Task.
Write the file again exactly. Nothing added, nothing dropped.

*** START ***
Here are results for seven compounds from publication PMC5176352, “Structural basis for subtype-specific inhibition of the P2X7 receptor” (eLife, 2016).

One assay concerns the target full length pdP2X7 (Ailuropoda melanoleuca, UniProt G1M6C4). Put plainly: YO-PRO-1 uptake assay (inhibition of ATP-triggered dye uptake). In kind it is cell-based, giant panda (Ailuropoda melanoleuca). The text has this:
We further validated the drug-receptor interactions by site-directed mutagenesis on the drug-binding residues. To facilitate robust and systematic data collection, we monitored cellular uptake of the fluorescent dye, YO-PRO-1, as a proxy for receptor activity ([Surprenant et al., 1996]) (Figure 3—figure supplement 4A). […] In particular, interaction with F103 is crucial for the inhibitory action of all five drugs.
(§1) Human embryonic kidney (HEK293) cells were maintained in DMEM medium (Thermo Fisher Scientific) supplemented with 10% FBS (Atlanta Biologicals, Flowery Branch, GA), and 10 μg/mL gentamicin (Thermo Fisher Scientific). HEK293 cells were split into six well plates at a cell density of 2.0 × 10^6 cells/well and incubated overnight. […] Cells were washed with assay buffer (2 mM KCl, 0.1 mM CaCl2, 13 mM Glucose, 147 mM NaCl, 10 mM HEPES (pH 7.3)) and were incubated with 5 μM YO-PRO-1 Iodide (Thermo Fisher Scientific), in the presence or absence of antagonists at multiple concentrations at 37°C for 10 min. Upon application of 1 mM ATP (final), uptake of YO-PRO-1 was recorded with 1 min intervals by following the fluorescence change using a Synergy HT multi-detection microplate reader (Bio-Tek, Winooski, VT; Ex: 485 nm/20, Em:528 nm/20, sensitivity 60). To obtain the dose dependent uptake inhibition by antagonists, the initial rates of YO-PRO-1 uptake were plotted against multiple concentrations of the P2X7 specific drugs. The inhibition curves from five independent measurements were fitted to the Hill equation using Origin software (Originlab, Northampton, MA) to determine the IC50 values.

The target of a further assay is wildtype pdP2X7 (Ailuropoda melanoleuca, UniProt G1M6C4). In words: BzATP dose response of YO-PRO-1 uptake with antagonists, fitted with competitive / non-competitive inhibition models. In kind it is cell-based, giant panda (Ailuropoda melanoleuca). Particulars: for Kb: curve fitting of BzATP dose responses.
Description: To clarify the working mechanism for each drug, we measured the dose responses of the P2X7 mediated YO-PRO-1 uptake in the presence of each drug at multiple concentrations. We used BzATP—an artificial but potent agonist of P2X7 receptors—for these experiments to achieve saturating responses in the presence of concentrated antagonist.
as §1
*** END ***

Here are results for seven compounds from publication PMC5176352, “Structural basis for subtype-specific inhibition of the P2X7 receptor” (eLife, 2016).

One assay concerns the target full length pdP2X7 (Ailuropoda melanoleuca, UniProt G1M6C4). Put plainly: YO-PRO-1 uptake assay (inhibition of ATP-triggered dye uptake). In kind it is cell-based, giant panda (Ailuropoda melanoleuca). The text has this:
We further validated the drug-receptor interactions by site-directed mutagenesis on the drug-binding residues. To facilitate robust and systematic data collection, we monitored cellular uptake of the fluorescent dye, YO-PRO-1, as a proxy for receptor activity ([Surprenant et al., 1996]) (Figure 3—figure supplement 4A). […] In particular, interaction with F103 is crucial for the inhibitory action of all five drugs.
(§1) Human embryonic kidney (HEK293) cells were maintained in DMEM medium (Thermo Fisher Scientific) supplemented with 10% FBS (Atlanta Biologicals, Flowery Branch, GA), and 10 μg/mL gentamicin (Thermo Fisher Scientific). HEK293 cells were split into six well plates at a cell density of 2.0 × 10^6 cells/well and incubated overnight. […] Cells were washed with assay buffer (2 mM KCl, 0.1 mM CaCl2, 13 mM Glucose, 147 mM NaCl, 10 mM HEPES (pH 7.3)) and were incubated with 5 μM YO-PRO-1 Iodide (Thermo Fisher Scientific), in the presence or absence of antagonists at multiple concentrations at 37°C for 10 min. Upon application of 1 mM ATP (final), uptake of YO-PRO-1 was recorded with 1 min intervals by following the fluorescence change using a Synergy HT multi-detection microplate reader (Bio-Tek, Winooski, VT; Ex: 485 nm/20, Em:528 nm/20, sensitivity 60). To obtain the dose dependent uptake inhibition by antagonists, the initial rates of YO-PRO-1 uptake were plotted against multiple concentrations of the P2X7 specific drugs. The inhibition curves from five independent measurements were fitted to the Hill equation using Origin software (Originlab, Northampton, MA) to determine the IC50 values.

The target of a further assay is wildtype pdP2X7 (Ailuropoda melanoleuca, UniProt G1M6C4). In words: BzATP dose response of YO-PRO-1 uptake with antagonists, fitted with competitive / non-competitive inhibition models. In kind it is cell-based, giant panda (Ailuropoda melanoleuca). Particulars: for Kb: curve fitting of BzATP dose responses.
Description: To clarify the working mechanism for each drug, we measured the dose responses of the P2X7 mediated YO-PRO-1 uptake in the presence of each drug at multiple concentrations. We used BzATP—an artificial but potent agonist of P2X7 receptors—for these experiments to achieve saturating responses in the presence of concentrated antagonist.
as §1